Cars I Have Owned

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Brian Shawe-Taylor needs absolutely no introduction. He is best remembered as a very successful and worth-watching E.R.A. exponent, first with his B-type, later with the ex-Harrison B/C type. He is recovering splendidly from his nasty accident at Goodwood last year. That he has had fun with other cars besides his E.R.A.s, this contribution clearly indicates.—Ed.

As readers will probably be aware, the cars referred to in this series do not include racing cars, otherwise I should certainly have included a few words on the two E.R.A.s which I have owned, as the marque is, in my opinion, a very wonderful one. The E.R.A. was certainly the most reliable racing car ever built or likely to be built and bears great tribute to the skill of Peter Berthon and the late Murray Jamieson who designed it, and the generosity of Humphrey Cook who made it possible.

The vehicle on which I taught myself to drive was a 9/20 Humber of 30’ish vintage popularly called the Humber Light Car. These cars were extraordinarily solidly built and would run all day at their maximum of 50 m.p.h. without any ill-effects. A curious feature for an English car was that the steering was very low-geared, but George Bainbridge, who covered many miles in this old car, and I evolved a sure technique of overcoming this defect. When a hefty sideslip was encountered, either voluntarily or involuntarily, we used to spin the steering wheel to the required amount of lock and catch it at the appropriate moment. This early training has stood me in good stead, as I have since done precisely the same thing with the E.R.A., whose steering (for a racing car) is definitely on the low-geared side.

The first car I owned, at the age of 22 or 23, was a 12/22 Lea-Francis. This had a two-seater open body with an upholstered dickey for two. The body was, I believe, the same as that of the first 12/40 two-seaters, and was like the later models but somewhat higher. The engine was also very similar, being a push-rod 1½-litre Meadows, but differing from the 12/40 (speaking from memory) in having a two-bearing crankshaft, steel connecting-rods, and a less lively camshaft. The performance with this engine was not very great and, in fact, the car was hard put to it to do 60 m.p.h. and vibrated considerably at this speed.

I learnt that a 12/40 engine would fit into the 12/22 chassis without modification, so I kept a sharp look out for one in local scrap dealers’ and breakers’ yards. Sure enough, in due course I ran across one in Stratford-on-Avon. The car, a 12/40, had been involved in a shunt with a Fisher & Ludlow’s lorry and was a write-off, but the engine was unharmed and in good condition. I bought the lot for £5 and George and I proceeded to install the 12/40 engine on my mother’s lawn (much to her annoyance), this being a particularly convenient place for lying on one’s back underneath the car.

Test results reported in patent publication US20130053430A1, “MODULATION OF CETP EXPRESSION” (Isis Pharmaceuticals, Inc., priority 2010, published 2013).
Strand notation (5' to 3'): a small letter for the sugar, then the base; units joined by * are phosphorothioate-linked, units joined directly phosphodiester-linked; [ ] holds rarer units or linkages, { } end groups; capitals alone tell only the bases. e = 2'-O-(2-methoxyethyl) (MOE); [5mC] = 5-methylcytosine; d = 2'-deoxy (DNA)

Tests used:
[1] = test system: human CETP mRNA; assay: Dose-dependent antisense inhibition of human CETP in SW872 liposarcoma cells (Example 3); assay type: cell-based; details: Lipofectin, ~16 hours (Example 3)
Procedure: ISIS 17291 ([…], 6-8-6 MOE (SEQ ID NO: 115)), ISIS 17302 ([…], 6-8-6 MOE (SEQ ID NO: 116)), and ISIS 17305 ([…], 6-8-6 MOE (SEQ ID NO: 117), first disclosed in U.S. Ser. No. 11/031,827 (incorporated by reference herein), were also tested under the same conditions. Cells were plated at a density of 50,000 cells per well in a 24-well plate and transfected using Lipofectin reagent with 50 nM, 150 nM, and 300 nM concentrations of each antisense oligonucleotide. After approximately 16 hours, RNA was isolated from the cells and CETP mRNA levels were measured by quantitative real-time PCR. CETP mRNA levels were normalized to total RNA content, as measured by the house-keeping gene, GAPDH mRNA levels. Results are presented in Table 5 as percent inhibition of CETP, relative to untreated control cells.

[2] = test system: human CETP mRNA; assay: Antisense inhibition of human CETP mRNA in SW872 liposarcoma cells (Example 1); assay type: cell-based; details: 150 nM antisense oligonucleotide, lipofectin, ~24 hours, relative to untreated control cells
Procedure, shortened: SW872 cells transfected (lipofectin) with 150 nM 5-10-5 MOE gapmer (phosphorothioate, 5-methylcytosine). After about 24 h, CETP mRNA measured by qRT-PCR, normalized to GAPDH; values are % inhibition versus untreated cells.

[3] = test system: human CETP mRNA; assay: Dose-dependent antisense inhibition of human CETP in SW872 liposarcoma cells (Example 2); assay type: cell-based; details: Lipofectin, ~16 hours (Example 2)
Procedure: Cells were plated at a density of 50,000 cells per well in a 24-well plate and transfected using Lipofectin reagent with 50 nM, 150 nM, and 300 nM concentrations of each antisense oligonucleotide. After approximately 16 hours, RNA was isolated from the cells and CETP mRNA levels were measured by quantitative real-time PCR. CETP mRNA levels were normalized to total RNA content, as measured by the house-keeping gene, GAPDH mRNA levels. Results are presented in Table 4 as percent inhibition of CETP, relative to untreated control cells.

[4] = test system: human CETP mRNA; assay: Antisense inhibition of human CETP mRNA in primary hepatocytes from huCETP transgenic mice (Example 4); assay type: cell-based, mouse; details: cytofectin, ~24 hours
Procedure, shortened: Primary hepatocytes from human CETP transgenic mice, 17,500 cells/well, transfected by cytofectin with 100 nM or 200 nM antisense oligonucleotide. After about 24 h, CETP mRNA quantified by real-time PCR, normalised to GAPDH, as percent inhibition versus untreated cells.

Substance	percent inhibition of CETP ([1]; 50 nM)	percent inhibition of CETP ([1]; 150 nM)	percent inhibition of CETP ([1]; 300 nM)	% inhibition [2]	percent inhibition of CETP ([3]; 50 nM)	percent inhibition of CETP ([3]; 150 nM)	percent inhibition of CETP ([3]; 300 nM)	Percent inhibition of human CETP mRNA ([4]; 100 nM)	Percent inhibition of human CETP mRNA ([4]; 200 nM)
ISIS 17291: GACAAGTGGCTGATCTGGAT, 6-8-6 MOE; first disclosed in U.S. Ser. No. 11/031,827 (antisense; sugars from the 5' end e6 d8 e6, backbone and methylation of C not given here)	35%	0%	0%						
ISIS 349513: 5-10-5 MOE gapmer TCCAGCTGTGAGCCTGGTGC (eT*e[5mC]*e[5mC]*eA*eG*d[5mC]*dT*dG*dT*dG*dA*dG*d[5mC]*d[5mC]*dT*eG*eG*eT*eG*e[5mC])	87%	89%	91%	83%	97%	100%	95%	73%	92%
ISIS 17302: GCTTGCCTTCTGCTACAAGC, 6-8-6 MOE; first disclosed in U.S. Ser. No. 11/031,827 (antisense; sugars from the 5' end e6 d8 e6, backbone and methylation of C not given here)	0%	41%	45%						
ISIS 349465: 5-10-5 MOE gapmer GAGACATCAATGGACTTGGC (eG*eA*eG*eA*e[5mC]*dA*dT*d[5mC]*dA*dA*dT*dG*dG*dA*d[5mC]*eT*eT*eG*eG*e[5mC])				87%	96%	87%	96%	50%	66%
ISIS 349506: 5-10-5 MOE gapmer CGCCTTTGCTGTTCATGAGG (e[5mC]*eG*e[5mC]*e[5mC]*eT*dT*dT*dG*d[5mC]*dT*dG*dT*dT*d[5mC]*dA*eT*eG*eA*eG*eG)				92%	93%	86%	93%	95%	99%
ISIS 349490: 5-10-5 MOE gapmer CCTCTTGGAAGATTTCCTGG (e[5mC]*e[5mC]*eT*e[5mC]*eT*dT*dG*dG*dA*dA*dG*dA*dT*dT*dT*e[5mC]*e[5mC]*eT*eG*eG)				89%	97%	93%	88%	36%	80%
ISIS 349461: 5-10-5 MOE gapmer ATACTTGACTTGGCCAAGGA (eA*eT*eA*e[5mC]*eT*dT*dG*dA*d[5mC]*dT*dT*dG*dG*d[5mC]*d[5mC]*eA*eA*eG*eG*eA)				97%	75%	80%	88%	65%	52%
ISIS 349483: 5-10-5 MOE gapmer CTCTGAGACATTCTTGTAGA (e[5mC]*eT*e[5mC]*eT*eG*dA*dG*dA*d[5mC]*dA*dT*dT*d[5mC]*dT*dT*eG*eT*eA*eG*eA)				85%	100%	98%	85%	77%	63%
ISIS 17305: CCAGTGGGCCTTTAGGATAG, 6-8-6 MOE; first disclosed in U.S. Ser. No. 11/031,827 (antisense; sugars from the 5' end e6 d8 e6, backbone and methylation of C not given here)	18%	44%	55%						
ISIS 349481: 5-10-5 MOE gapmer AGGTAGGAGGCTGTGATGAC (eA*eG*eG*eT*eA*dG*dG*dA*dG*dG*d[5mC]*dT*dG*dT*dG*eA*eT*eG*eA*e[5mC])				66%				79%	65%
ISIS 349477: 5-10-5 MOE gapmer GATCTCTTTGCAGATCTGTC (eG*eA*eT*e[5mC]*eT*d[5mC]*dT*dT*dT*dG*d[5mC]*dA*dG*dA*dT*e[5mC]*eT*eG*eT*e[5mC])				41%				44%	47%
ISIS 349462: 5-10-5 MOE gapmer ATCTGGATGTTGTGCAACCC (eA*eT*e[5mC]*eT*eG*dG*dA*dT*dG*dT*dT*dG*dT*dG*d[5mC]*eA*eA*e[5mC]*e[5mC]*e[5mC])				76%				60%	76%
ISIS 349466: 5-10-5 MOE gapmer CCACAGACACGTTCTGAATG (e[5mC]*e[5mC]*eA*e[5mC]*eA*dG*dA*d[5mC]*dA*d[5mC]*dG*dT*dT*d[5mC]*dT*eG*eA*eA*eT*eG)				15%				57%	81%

With the new engine the Lea-Francis was transformed. The weight, again speaking from memory, was about 17 cwt. and the b.h.p. presumably 40, so that even by modern standards the power-to-weight ratio was good. The car could now do a genuine 70 m.p.h. and was very lively. It had no particular vices except a tendency to develop front wheel patter or tramp on sharp slow bends. It was altogether a delightful car and I would not mind owning it today. Incidentally, while in 12/22 trim, I took it to Hamburg for a Continental tour with my brother, minus any form of tool—not even a jack. We had one puncture somewhere in Germany and, nothing daunted, I got some locals to lift the car up bodily while I changed the wheel. After a year or two I traded the Leaf (or “Perrins” as it was always called by George and I, c.f. the well-known sauce) for a blown Ulster Austin Seven. On its last trip to London with a local garagiste and enthusiast Bernard Thorpe, the Leaf unaccountably threw a rod on the Great West Road. This time we had a bag of tools, so we pushed the car into the Tecalemit Factory and proceeded to drop the sump and remove the broken rod and piston. We taped up the big-end and oil hole, refitted the sump, and proceeded merrily on three cylinders. Unfortunately, we omitted to remove the plug-lead from the idle cylinder, the sump gradually filled with petrol and air mixture, and sure enough the inevitable occurred. There was a sudden and violent explosion, followed by a cloud of blue smoke and a large dent on top of the bonnet. We stopped to investigate and found that the mixture in the crankcase had exploded and blown off the oil filler cap, which accounted for the dent in the bonnet. Otherwise the car was unharmed and we proceeded on our journey.